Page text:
Currently, decisions pertaining to the management of potentially polluted sites very often rely on the evaluation of risks for man and the environment. This evaluation is carried out with the help of models which simulate the transfer of pollutants from a source to a vulnerable target, for different scenarios of exposure. The selection of parameter values of these models is based as much as possible on the data collected at the time of on-site investigations (phase of diagnosis). However, due to time and financial constraints, information regarding model parameters is often incomplete and imprecise. This leads to uncertainty that needs to be accounted for the decision-making process.
Uncertainty regarding model parameters may have essentially two origins. It may arise from randomness due to natural variability resulting from heterogeneity of population or the fluctuations of a quantity in time. Or it may be caused by imprecision due to a lack of information resulting, for example, from systematic measurement errors or expert opinions. In risk assessment, no distinction is traditionally made between these two types of uncertainty, both being represented by means of a single probability distribution.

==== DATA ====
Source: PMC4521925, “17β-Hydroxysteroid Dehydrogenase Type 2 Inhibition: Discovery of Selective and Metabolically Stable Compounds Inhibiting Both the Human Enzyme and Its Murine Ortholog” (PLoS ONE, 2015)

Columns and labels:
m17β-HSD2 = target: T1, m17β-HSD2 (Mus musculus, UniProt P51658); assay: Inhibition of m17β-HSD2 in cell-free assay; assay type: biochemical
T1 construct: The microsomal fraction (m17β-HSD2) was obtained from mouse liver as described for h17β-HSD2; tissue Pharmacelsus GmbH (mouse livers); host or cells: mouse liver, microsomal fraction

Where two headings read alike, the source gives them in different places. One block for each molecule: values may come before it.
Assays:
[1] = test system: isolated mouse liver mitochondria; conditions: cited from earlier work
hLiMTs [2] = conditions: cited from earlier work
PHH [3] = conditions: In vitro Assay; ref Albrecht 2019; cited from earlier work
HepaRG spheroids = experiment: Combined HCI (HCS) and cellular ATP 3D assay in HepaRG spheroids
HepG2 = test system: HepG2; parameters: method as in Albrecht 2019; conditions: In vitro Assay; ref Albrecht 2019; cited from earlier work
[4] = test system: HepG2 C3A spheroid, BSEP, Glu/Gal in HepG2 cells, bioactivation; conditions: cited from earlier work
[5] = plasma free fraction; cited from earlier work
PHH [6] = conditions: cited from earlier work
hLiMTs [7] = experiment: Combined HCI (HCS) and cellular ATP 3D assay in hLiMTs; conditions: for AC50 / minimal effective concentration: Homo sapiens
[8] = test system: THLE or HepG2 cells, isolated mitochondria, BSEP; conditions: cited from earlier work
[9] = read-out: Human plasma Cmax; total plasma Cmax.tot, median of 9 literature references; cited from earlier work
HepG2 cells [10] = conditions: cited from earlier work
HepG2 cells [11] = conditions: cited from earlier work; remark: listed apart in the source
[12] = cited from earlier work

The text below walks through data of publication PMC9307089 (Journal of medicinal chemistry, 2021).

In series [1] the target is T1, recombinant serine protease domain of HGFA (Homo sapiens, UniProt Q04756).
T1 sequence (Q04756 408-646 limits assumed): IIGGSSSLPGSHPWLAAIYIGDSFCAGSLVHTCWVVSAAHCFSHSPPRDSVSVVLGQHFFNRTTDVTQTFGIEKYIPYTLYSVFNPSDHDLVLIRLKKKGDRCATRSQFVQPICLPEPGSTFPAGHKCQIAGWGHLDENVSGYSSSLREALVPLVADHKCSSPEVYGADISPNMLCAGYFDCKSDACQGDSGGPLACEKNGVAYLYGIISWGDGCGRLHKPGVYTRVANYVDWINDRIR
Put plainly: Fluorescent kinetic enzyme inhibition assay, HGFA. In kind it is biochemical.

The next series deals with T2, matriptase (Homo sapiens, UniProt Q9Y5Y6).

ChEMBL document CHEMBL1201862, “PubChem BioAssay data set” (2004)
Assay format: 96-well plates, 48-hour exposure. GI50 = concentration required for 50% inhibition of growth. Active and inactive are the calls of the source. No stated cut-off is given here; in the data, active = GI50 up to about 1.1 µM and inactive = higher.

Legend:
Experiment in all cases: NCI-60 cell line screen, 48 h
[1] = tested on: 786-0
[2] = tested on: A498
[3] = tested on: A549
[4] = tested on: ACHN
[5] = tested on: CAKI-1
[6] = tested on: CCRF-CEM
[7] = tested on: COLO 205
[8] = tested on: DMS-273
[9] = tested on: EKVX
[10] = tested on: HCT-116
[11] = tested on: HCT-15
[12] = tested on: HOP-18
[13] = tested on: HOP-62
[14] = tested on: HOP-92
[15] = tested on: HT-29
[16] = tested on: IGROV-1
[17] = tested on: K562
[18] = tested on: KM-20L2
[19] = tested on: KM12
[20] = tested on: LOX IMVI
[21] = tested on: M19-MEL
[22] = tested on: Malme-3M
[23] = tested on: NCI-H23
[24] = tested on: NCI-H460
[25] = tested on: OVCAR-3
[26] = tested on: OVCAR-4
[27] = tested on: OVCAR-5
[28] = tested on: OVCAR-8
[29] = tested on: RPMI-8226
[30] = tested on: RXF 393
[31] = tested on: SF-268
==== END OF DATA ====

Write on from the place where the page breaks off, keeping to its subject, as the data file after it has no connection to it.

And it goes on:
So, uncertainty in risk assessment models is generally addressed within a purely probabilistic framework. This approach comes down to assuming that knowledge regarding model parameters is always of random nature (variability). Such knowledge is represented by single probability distributions typically propagated through the risk model using the Monte-Carlo technique. Even if this approach is well-known, the difficulty is to avoid an arbitrary choice of the shape of probability distributions asssigned to model parameters. Indeed in the context of risk assessment related to pollutant exposure, knowledge of some parameters is often imprecise or incomplete. The use of single probability distribution to represent this type of knowledge becomes subjective and partly arbitrary, and it is more natural to use intervals.
However, the available information is often richer than an interval but less rich than a probability distribution. In practice, while information regarding variability is best conveyed using probability distributions, information regarding imprecision is more faithfull conveyed using probability families encoded either by p-boxes (lower & upper cumulative distribution functions) or by possibility distributions (also called fuzzy intervals) or yet by random intervals using the belief functions of Dempster-Shafer.
The first objective of this work is to propose practical representation methods according to available information regarding model parameters by using possibility, probability and random sets. The second one is to propose different methods for propagating variability and imprecision information through risk model by trying to take into account dependency between model parameters. Lastly, these alternative methods are tested on simplified real cases, with a view to provide useful inputs for the decision-making process.
- Dose calculation : Transfer of a radioactive pollutant (strontium) from the deposit to
man, through the consumption of food (cow's milk).
- Toxic risk related to the accidental spill of trichloroethylene (TCE) into an aquifer
(semi-analytical model) .
- Risk for health related to grounds polluted by lead due to the presence of factories.